Tahoe/Truckee’s State Route 267: ‘It’s horrible, of course’ | SierraSun.com

Tahoe/Truckee’s State Route 267: ‘It’s horrible, of course’

Matt Welch
Sierra Sun

Matt Welch/Sierra SunA car drives on California Route 267 Tuesday afternoon. The path connecting Kings Beach and Truckee is marked by potholes and cracks.

TRUCKEE, Calif. and#8212; The bumpy ride to work takes Keith Rutherford to another place each day: Mexico.

and#8220;I felt like I was driving in TJ (Tijuana, Mexico),and#8221; said Rutherford, a Kings Beach resident who once lived in San Diego. and#8220;Itand#8217;s horrible, of course.and#8221;

California Route 267 stretches 13 miles from Kings Beach to Truckee, and many locals like Rutherford see it as a problematic, potholed mess.

Upcoming California Department of Transportation plans include and#8220;remove and replace workand#8221; for a portion of the road this spring, said Deanna Shoopman, Caltrans Tahoe Basin public outreach officer. The section of 267 from Northstar Drive to the summit will undergo the asphalt-patching work, Shoopman said, and the only other project planned for this year deals with drainage at the intersection of 267 and Stewart Way in Kings Beach.

Rutherford, who commutes to Northstar-at-Tahoe resort, said he feels the bumps and holes in the road each day.

and#8220;I drive an older car, and it seems like itand#8217;s rattling my car apart,and#8221; he said.

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In the summertime, Rutherford drives his motorcycle and#8212; and he goes out of his way to avoid 267 if at all possible.

and#8220;Iand#8217;ve made it a point to drive (California Route) 89 toward Squaw Valley over to Truckee,and#8221; Rutherford said.

Caltransand#8217; website lists five current construction projects and five proposed projects in District 3 and#8212; an 11-county area in Northern California that includes Placer and Nevada counties. None of those listed projects includes 267.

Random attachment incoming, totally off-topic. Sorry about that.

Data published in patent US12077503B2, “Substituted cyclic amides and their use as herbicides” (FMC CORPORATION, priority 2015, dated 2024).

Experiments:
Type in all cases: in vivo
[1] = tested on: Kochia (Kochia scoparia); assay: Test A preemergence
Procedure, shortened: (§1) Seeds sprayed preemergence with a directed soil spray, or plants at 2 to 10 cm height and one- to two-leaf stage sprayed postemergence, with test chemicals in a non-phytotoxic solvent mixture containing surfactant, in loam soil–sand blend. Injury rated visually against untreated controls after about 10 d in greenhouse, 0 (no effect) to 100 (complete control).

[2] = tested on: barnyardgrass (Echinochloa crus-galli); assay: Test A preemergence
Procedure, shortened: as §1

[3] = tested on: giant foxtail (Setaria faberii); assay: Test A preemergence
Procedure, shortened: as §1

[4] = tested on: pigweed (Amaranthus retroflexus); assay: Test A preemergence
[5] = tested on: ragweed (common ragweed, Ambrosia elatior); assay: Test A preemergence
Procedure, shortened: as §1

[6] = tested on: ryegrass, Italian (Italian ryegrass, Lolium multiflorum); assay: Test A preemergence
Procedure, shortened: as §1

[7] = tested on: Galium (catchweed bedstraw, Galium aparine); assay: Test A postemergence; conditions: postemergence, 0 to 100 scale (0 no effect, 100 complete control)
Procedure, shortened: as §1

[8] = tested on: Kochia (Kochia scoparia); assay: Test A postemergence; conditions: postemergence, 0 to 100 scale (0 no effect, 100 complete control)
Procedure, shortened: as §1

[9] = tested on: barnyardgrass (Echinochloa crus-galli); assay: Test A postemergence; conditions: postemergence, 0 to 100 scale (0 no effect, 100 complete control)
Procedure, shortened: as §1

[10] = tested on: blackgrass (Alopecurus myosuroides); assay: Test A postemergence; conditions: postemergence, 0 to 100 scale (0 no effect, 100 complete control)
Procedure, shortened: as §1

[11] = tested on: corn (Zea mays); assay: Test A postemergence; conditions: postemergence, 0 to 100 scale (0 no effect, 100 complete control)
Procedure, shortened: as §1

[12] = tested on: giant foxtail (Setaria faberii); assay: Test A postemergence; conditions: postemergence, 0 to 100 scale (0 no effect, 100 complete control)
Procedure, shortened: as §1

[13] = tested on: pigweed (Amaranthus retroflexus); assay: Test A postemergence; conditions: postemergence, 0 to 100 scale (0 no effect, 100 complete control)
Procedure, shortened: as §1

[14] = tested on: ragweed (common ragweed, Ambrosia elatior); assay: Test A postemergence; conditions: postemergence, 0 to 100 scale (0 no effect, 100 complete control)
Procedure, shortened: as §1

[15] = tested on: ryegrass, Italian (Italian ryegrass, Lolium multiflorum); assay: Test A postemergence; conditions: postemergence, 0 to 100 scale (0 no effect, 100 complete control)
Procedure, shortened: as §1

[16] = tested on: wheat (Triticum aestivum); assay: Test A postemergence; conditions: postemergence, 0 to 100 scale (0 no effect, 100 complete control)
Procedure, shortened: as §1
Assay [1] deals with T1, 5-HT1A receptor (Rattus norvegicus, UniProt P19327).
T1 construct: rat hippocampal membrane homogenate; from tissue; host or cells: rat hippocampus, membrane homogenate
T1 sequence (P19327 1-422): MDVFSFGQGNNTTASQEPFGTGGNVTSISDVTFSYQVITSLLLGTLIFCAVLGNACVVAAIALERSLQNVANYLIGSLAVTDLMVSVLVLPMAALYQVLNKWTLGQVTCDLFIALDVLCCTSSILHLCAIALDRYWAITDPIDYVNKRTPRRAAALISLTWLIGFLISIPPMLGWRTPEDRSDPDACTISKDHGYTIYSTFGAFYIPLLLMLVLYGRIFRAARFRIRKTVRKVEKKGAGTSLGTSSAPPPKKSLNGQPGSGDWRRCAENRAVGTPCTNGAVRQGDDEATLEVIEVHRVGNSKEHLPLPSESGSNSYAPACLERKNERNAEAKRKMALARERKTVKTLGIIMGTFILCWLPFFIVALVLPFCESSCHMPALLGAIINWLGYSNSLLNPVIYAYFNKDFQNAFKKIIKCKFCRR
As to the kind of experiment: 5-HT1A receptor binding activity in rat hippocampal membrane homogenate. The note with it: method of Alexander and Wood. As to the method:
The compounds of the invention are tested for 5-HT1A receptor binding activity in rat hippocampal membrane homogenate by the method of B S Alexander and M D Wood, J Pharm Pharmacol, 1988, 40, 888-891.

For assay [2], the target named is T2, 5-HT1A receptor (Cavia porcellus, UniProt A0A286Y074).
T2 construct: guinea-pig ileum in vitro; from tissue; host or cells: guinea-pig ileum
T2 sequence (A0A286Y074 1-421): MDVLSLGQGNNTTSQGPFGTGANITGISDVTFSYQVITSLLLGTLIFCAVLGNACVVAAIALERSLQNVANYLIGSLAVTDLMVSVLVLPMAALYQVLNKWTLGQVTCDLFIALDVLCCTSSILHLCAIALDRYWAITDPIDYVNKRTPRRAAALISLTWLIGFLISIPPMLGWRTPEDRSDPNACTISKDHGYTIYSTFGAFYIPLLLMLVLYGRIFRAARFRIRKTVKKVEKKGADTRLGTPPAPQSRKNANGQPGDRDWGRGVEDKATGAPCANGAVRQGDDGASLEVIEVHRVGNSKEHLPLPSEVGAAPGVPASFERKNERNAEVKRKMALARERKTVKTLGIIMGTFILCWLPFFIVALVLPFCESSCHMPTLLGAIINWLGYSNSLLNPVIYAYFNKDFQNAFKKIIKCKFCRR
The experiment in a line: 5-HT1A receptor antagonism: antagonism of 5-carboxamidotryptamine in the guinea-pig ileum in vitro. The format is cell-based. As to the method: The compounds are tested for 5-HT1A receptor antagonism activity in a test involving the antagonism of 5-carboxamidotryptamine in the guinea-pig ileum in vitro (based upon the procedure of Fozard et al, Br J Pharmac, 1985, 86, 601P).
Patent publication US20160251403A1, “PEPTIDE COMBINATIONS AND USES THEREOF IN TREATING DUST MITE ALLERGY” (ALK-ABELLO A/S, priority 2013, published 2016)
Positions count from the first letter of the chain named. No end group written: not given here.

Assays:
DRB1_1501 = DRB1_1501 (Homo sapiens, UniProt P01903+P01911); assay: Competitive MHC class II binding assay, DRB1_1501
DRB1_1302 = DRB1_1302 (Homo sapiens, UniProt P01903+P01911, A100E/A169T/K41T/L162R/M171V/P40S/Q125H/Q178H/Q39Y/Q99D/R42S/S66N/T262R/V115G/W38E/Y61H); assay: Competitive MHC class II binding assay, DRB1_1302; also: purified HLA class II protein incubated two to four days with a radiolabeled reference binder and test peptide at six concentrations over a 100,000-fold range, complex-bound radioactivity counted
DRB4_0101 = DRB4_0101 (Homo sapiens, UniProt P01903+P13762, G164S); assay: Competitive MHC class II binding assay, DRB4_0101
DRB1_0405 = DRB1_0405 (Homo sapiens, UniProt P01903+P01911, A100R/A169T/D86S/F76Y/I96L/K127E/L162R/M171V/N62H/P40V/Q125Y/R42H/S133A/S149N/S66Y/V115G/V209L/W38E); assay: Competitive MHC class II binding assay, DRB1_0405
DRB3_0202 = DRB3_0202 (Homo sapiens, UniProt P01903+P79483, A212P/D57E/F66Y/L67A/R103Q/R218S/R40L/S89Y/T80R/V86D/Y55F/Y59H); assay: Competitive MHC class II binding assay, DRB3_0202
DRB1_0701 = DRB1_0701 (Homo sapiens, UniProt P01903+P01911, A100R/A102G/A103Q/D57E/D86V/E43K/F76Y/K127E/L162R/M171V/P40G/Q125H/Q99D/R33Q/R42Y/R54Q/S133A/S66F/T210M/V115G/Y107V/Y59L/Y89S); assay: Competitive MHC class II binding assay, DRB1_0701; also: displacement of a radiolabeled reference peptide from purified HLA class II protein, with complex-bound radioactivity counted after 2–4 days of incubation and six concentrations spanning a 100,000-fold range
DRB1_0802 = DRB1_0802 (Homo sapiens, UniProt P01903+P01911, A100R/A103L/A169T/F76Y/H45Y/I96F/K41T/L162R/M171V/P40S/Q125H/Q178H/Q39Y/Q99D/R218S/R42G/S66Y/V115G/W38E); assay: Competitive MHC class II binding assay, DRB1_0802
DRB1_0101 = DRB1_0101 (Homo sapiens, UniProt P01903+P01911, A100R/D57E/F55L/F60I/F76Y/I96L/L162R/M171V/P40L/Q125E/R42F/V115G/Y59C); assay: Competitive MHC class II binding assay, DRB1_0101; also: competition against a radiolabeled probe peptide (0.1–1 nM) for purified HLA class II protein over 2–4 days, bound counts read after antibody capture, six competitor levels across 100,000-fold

The planning process for road pavement, renovation and construction usually takes a number of years, because permits, case studies and environmental papers need to be completed, Shoopman said.

and#8220;They have to be planned a couple years in advance for a repave job,and#8221; she said.

Lena Decrescenzo, a Truckee resident who works in ski rentals at Northstar, said she doesnand#8217;t remember any previous construction on 267, but now is the time.

and#8220;Iand#8217;ve driven it like my whole life,and#8221; Decrescenzo said. and#8220;Itand#8217;s definitely got a lot of cracks and potholes.and#8221;

The southbound passing lane area near the Brockway summit, too, is something Decrescenzo said needs updating, or at least a new paint job.

and#8220;Most people donand#8217;t know itand#8217;s a passing lane,and#8221; she said.

The Rev. Kathryn Dunning, pastor at Kings Beach United Methodist Church, said she travels the road three to five times a week to Truckee, but she hasnand#8217;t noticed any problems with the road condition. If there are potholes, Dunning said she must do a good job at avoiding them.

and#8220;A friend recently said and#8216;itand#8217;s terrible, itand#8217;s the worst itand#8217;s ever been,and#8217; and I said and#8216;really?and#8217;and#8221; Dunning said. and#8220;Itand#8217;s not catching my attention that itand#8217;s in bad condition.and#8221;

Truckee resident Steve Gallion, a coworker of Decrescenzoand#8217;s, said the state should fill the roadand#8217;s potholes and#8212; just not during ski season when the road gets the most use.

and#8220;That road sees a ridiculous amount of cars every day,and#8221; he said. and#8220;Thousands of cars.and#8221;